Christopher Walken is waiting in the driveway of his home in
Connecticut, taciturn, looking at his feet in the gravel. There
is a pristine stillness about Walken that makes his every movement,
even when he politely reaches to open the door of my taxi, seem
mysterious and unsettling. We see it in the parts he plays, the
precision with which he speaks and moves, even a facial muscle.
Feeling unsettled, and yet excited by the discomfort, is the place
that he prompts you to be in, on screen and off.
It's been said that
he's not creepy, just shy. It's been said that he's not moody,
he's sensitive. He's not brooding or intense, he's private. Other
words used to describe him range from "feline" and "delicate"
to "cryptic" and "scary". What distinguishes
him most is his distance. And it suits him. There is a warmth
but it is measured, kept at arm's length. He is clearly a solitary
man and he likes it that way. On this sunny autumn morning he
is dressed all in black and is, notoriously, very pale. His greying
hair - which he tugs at daily, to stimulate the flow of blood
to the follicles - is thick and pointy and groomed. He strides
with a dancer's agility (he was a dancer, and still dances), he
takes shuffled steps and halts and pivots when changing direction.
Inside, he debates with himself where we
should talk.The housekeepers are vacuuming the front room, so
he leads the way to a quieter room. "Sit where you like,"
he says and waits before taking his seat on the sofa across from
me and perching like a giant owl. He has a sinister, sexy smile
and his laid-back nature is hard to navigate. "Enigmatic"
is the word that best sums him up: he is cheerful and morose at
the same time.
Walken is 61 and lives with wife, Georgianne,
who is the casting director for The Sopranos. They have been married
for 35 years. Far removed from Hollywood, the house is isolated,
even by suburban Connecticut standards. When Walken isn't working
on a film, he doesn't like to leave its solitude. "I can
be here for weeks," he says. Routine is very important to
him. He wakes at 7am every day and exercises on the treadmill
or takes a swim. "The good thing about routine is you don't
have to spend a lot of time doing... stuff."
Christopher Walken was born Ronald (after
the actor Ronald Coleman) to a Scottish mother and a German father,
a baker. He grew up in Queens, New York City. As a child he appeared
in television's early productions, a veteran performer by the
age of 10. He attended a special school that catered for show-business
children, where there were regular classes but not very many sports.
"I remember there was this concrete place and somebody at
one point put a basketball hoop up. I remember standing with my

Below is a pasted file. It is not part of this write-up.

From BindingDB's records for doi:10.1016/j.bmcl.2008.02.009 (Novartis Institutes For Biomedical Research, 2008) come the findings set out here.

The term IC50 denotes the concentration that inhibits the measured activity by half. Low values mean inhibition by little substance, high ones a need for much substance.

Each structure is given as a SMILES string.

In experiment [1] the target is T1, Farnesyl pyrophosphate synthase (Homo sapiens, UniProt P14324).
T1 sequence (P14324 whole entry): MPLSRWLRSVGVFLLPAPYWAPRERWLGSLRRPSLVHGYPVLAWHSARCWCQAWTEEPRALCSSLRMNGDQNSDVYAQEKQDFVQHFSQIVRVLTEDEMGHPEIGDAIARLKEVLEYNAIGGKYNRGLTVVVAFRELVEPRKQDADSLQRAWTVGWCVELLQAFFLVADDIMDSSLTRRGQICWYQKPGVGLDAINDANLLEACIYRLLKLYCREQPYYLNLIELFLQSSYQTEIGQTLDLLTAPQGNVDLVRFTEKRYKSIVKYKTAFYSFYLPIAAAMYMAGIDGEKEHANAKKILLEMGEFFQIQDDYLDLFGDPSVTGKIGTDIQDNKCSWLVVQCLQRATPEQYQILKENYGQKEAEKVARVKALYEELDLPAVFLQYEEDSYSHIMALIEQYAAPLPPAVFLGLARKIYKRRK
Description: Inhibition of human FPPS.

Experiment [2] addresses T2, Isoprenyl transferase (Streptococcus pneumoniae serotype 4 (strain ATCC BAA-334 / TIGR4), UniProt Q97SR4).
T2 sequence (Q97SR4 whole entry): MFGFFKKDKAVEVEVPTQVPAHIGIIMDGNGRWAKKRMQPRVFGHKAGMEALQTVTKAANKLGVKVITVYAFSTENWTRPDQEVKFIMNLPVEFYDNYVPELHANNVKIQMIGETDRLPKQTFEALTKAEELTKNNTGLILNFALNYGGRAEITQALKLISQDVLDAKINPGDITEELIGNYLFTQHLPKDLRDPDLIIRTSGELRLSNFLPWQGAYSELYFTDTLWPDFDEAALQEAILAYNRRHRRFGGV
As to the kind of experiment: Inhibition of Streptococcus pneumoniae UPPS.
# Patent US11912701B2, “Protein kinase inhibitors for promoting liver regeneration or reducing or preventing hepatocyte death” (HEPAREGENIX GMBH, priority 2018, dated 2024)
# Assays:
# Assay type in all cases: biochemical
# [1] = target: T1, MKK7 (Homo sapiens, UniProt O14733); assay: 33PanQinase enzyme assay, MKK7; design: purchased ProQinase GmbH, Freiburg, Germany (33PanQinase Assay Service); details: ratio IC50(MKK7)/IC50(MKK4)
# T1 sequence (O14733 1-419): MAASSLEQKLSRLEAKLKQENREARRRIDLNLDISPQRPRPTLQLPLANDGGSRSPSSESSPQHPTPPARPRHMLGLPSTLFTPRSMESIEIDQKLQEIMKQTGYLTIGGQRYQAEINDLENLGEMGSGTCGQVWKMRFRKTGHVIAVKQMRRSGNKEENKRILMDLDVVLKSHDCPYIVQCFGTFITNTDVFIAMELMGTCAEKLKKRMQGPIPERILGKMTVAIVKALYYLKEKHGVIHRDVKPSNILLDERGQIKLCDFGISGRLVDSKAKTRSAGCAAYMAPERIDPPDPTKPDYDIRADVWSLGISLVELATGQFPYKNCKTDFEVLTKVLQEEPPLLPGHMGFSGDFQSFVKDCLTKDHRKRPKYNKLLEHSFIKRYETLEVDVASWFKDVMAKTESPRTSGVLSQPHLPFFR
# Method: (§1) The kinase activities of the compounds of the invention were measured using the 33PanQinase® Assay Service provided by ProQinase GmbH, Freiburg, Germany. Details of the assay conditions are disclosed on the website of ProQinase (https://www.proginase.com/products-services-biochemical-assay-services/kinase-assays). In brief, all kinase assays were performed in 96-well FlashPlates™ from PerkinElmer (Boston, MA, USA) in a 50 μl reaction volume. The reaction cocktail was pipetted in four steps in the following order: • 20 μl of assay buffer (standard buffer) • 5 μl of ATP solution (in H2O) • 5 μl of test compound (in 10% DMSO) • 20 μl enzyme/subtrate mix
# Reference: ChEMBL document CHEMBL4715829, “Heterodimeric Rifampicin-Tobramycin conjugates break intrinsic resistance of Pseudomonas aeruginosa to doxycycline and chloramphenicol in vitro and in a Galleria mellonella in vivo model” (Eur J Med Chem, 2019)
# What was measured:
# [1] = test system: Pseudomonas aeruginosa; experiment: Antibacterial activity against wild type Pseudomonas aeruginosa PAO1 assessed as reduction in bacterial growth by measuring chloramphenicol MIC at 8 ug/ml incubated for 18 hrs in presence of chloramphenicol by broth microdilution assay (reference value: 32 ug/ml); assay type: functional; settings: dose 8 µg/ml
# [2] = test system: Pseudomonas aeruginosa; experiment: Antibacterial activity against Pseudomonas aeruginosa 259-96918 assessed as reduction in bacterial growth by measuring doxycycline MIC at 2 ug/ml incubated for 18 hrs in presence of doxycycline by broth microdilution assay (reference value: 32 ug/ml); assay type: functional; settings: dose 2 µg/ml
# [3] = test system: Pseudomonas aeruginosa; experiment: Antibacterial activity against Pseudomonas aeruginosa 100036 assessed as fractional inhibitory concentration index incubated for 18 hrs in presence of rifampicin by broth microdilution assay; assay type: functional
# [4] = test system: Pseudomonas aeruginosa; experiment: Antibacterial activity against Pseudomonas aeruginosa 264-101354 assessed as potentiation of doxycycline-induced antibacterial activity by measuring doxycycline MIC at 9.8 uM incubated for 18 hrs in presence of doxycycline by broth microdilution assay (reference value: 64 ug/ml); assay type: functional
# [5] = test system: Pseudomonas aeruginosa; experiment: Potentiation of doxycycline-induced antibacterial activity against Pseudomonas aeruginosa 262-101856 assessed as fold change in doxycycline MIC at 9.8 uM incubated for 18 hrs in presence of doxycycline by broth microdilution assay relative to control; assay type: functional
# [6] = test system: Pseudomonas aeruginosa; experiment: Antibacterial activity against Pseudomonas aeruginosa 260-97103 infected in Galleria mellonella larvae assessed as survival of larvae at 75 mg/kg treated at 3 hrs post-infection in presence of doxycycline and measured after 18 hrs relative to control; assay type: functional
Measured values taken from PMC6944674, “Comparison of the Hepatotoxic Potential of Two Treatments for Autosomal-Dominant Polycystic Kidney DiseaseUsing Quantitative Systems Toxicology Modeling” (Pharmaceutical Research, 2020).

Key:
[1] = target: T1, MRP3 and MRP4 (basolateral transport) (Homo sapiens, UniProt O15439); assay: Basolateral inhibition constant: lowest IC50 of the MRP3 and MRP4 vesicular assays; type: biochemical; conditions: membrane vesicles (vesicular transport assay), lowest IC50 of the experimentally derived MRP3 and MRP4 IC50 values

friends, and we stared at it like it was a flying saucer. 'What
are we supposed to do?'" He begins to talk about how he was
the show-off in school, but he stops and peers down the hallway.
"I'll be right back," he says, disappearing to check
Walken has made almost 100 films. In 1977
his movie career took off after he played Duane, Annie's spooky
brother in Woody Allen's Annie Hall. This role paved the way for
his characteristic roles as the maladjusted, weird guy. He is
happiest when he's working, earning money and being busy. He takes
almost every job offered to him, not necessarily on merit. He
won the Oscar for Best Supporting Actor in 1978 for playing Nick,
the American prisoner of the Vietcong in The Deer Hunter, and
was nominated for Best Supporting Actor last year for his wistful
portrayal of Leonardo DiCaprio's father in Catch Me If You Can
(for which he won a Bafta).
Many of the roles he gets are characters
that are demented or unhinged. But after a while, he says, it's
fun to throw a curve ball. "I've been playing villains for
a very long time, and then suddenly I get to do something like
a Fatboy Slim video."
In Spike Jonze's Weapon of Choice music
video, he was mesmerising as a slumped businessman who rises from
his chair and gracefully hoofs through the lobby, flying through
the air, tap-dancing on tabletops; it was endearing and comical.
"And it was a good tune too." But he is primarily known
for his outstanding speeches on film. From the eight-page monologue
Quentin Tarantino gave him in Pulp Fiction, as the former Vietnam
PoW with a watch up his bottom, to another Tarantino-scripted
soliloquy going head to head with Dennis Hopper in True Romance,
he enjoys getting parts where people have big speeches. He will
use a microcassette recorder to repeat the lines over and over
again. There does not appear to be a great deal of chaos in his
life. Or is there? He contemplates this for a few seconds. "Chaos
is out there. Everything is going along nice and then someone